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Michael Keen (FMI)

Publié le 17 janvier 2020 Mis à jour le 17 janvier 2020
Le 24 janvier 2020 De 11:00 à 12:30
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Exploring Residual Profit Allocation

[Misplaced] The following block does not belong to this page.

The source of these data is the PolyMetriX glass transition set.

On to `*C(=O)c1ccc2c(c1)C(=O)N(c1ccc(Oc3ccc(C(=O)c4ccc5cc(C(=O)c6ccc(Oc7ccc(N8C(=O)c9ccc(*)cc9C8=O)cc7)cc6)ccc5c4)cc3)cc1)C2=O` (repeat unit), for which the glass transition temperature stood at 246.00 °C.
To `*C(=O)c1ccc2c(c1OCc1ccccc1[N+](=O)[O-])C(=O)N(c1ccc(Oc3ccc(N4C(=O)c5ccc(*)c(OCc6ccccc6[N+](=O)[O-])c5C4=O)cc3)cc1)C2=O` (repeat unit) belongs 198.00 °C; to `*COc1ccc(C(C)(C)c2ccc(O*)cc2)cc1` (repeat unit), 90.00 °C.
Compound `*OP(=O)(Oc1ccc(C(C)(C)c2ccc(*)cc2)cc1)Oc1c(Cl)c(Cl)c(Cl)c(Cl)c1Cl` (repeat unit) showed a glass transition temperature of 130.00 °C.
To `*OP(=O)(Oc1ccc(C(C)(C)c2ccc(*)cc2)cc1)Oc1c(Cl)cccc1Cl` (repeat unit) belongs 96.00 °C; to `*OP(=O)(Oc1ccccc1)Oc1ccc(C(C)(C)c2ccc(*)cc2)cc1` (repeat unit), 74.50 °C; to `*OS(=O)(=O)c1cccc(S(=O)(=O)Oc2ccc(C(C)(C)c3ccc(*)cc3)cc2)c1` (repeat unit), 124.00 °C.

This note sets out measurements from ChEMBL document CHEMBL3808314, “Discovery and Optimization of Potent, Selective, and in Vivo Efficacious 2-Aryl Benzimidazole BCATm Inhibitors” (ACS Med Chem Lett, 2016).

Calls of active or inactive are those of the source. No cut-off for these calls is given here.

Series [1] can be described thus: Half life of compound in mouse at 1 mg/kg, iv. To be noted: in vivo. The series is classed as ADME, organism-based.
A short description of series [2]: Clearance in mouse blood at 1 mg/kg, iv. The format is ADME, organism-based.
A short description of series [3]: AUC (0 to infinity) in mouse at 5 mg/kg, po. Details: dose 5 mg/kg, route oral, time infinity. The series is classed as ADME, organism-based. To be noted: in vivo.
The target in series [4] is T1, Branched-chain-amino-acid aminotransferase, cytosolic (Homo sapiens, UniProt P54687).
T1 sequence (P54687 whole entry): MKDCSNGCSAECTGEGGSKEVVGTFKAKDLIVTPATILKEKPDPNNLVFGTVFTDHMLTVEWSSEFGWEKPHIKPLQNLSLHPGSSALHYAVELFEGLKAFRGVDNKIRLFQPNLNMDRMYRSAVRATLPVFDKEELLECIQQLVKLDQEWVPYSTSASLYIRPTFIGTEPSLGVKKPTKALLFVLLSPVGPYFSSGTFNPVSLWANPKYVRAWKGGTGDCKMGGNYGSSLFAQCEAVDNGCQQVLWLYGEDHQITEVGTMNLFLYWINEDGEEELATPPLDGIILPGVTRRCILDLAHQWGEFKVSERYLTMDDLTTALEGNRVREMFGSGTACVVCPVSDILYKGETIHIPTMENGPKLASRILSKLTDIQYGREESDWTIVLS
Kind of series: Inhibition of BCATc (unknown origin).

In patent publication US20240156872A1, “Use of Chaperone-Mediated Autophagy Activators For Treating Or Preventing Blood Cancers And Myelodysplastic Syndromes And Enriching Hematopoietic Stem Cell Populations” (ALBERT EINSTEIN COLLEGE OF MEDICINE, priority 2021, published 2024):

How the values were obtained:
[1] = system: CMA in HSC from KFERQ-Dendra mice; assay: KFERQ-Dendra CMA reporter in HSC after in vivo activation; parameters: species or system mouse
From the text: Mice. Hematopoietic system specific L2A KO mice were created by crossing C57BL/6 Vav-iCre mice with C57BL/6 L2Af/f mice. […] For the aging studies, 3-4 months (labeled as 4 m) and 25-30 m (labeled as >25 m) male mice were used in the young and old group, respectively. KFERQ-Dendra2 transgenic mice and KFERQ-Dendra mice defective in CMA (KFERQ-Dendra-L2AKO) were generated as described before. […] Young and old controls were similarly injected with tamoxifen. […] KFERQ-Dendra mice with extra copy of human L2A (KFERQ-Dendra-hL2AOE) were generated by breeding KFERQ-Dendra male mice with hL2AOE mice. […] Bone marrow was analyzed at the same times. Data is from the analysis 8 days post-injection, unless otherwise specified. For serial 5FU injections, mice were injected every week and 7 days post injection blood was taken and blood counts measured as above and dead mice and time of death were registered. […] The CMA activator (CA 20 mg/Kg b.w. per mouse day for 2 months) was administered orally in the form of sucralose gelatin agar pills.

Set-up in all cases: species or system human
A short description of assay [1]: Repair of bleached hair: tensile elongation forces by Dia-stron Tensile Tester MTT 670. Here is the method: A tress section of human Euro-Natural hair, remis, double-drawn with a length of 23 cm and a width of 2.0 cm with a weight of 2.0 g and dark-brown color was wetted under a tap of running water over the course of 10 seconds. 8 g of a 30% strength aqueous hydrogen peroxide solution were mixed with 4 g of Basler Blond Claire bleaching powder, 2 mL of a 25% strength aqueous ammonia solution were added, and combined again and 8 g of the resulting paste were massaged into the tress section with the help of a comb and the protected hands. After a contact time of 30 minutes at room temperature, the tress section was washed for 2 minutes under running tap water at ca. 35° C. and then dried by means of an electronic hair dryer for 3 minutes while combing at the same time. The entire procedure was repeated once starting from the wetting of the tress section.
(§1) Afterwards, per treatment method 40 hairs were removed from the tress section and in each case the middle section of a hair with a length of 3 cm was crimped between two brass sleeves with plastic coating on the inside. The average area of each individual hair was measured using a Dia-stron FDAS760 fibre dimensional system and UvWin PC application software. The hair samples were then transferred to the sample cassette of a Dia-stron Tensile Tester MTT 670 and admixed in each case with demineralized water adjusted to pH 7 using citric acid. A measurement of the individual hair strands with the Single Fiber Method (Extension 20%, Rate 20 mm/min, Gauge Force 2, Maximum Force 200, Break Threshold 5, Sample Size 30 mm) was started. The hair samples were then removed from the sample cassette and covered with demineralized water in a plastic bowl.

Schemes of Residual profit allocation (RPA) attribute the ‘routine’ profits of a multinational group to countries where activities take place and its remaining ‘residual’ profit across countries on some formulaic basis. They have received considerable policy attention in recent months, yet almost nothing is known about their impact on revenue, investment and efficiency. This paper explores these issues, conceptually and empirically. Residual profits appear to be substantial, but are concentrated in a relatively few MNEs, headquartered in few countries. The impact on tax revenue of reallocating excess profits under RPA, while adverse for investment hubs, appears beneficial for lower income countries even with weighting by destination-based sales (reflecting the greater harm they suffer from profit shifting). The impact on investment incentives is ambiguous and specific both to countries and MNE groups; only if the rate of tax on routine profits is low and the weighting factors insensitive to investment does aggregate efficiency seem likely to increase.